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Rochester City Council halts vote on RPD outside some RCSD schools



A vote to station Rochester Police outside of several city middle and high schools has been tabled for now. The decision was made Thursday during city council committee meetings.

According to Rochester Mayor Lovely Warren, the request came from Rochester Board of Education President Van White. The possibility emerged after a rash of violent acts in and around middle and high schools since the school year began. Officers would be near campus for roughly two hours a day during arrival and dismissal times.

The agreement, if passed by both City Council and the Rochester Board of Education, would require the school district to cover police overtime costs for the effort.

Rochester Mayor Lovely Warren is for the concept. She said she's heard from numerous teachers, parents, and students who are afraid for their safety at school and the community at large and fears things could get worse around schools.

Warren mentioned the 1995 death of Stephne Givens, as a worst-case scenario. Givens was stabbed to death by a classmate outside of Jefferson Middle School. Her family, represented by White, sued the Rochester City School District and won.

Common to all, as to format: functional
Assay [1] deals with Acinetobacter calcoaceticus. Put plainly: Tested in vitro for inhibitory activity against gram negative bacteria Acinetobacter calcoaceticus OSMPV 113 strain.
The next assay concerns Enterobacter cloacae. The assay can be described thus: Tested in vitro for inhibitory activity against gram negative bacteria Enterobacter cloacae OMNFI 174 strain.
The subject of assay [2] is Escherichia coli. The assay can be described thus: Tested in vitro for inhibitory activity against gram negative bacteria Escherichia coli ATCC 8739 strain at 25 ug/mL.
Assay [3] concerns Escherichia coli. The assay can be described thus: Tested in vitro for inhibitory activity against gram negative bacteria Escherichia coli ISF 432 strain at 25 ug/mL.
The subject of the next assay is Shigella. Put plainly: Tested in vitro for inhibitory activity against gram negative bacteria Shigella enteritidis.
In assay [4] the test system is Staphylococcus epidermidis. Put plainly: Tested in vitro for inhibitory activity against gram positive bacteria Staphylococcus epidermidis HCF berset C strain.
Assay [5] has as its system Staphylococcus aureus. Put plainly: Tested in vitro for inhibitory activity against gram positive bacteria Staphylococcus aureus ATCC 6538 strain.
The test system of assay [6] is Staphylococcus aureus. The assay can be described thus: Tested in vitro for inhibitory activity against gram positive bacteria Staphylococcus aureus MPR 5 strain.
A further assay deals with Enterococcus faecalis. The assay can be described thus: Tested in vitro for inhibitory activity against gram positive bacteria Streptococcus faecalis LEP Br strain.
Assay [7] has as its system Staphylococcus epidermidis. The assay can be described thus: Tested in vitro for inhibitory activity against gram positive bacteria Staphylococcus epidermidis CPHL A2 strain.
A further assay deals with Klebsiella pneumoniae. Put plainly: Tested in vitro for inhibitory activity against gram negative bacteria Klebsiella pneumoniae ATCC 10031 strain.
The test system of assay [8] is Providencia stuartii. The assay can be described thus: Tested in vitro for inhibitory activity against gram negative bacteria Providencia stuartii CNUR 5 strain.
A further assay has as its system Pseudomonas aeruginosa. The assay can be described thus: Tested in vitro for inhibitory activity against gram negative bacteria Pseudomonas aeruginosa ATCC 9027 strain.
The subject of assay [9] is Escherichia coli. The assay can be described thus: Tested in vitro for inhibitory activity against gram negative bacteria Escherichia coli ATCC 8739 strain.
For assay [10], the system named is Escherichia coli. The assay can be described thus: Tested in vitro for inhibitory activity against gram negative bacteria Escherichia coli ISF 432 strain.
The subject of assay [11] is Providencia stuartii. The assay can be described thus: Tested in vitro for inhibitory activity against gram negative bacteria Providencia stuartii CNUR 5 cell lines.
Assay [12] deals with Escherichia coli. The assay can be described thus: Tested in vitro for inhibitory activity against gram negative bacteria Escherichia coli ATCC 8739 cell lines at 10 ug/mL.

Since council votes on legislation once a month, the mayor said that delaying the vote could also delay the deployment of officers for a month.

“We’re going to provide these services if you want them. If they don’t want them that’s fine. But that’s on them, not us,” Warren said.

City Councilmember Michael Patterson chastised the board’s approach to this topic saying that he had “grave concerns.”

He mentioned that district has agreed to hire an outside firm to help with security, and delayed their vote on whether they want police near schools until Tuesday, the same day as the next council meeting. The district is also surveying parents and guardians, and will hold a forum on the topic over the weekend.

“They had to be well aware of our schedules, and how we would vote on the item, and they’ve chosen to defer," Patterson said. "I don’t know why and I’m not offering a judgement. If you don’t want the police, you don’t want the police. If you do want the police, tell us that you want the police.”

Citing mental health challenges related to the COVID-19 pandemic, City Councilmember Mary Lupien said she’s floored by the idea that bringing police near schools would lessen the number of violent acts.

“We need to admit the problem it's not the lack of police in the buildings, it's not the lack of police outside the buildings, It’s the lack of social emotional supports for our kids," Lupien said.

More social emotional supports for students were among the requests of the school district's four unions as a way to come to long term answers for school safety. Superintendent Lesli Myers-Small has said she intends to purse it as well.

Members of council say they’ll meet with Myers-Small and members of the Board of Education Tuesday to decide whether they will vote on the proposal at all.

James Brown is a reporter for WXXI News, a media partner of CITY.